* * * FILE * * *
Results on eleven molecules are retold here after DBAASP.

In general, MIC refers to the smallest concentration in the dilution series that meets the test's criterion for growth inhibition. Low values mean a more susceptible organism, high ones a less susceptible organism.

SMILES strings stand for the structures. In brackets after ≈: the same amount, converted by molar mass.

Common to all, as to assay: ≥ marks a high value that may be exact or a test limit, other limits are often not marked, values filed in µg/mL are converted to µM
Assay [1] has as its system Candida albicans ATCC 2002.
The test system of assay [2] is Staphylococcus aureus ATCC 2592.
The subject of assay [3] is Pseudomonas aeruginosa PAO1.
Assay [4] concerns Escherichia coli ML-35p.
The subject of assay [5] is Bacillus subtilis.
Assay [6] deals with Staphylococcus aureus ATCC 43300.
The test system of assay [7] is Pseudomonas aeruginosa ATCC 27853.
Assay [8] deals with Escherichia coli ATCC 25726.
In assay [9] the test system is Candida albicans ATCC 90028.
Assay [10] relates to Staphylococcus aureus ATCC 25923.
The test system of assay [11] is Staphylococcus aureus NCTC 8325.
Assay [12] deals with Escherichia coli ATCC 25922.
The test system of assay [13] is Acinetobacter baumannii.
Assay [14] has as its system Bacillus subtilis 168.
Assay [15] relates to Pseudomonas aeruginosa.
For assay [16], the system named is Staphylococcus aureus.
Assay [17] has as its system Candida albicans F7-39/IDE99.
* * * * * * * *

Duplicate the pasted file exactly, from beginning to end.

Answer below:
Results on eleven molecules are retold here after DBAASP.

In general, MIC refers to the smallest concentration in the dilution series that meets the test's criterion for growth inhibition. Low values mean a more susceptible organism, high ones a less susceptible organism.

SMILES strings stand for the structures. In brackets after ≈: the same amount, converted by molar mass.

Common to all, as to assay: ≥ marks a high value that may be exact or a test limit, other limits are often not marked, values filed in µg/mL are converted to µM
Assay [1] has as its system Candida albicans ATCC 2002.
The test system of assay [2] is Staphylococcus aureus ATCC 2592.
The subject of assay [3] is Pseudomonas aeruginosa PAO1.
Assay [4] concerns Escherichia coli ML-35p.
The subject of assay [5] is Bacillus subtilis.
Assay [6] deals with Staphylococcus aureus ATCC 43300.
The test system of assay [7] is Pseudomonas aeruginosa ATCC 27853.
Assay [8] deals with Escherichia coli ATCC 25726.
In assay [9] the test system is Candida albicans ATCC 90028.
Assay [10] relates to Staphylococcus aureus ATCC 25923.
The test system of assay [11] is Staphylococcus aureus NCTC 8325.
Assay [12] deals with Escherichia coli ATCC 25922.
The test system of assay [13] is Acinetobacter baumannii.
Assay [14] has as its system Bacillus subtilis 168.
Assay [15] relates to Pseudomonas aeruginosa.
For assay [16], the system named is Staphylococcus aureus.
Assay [17] has as its system Candida albicans F7-39/IDE99.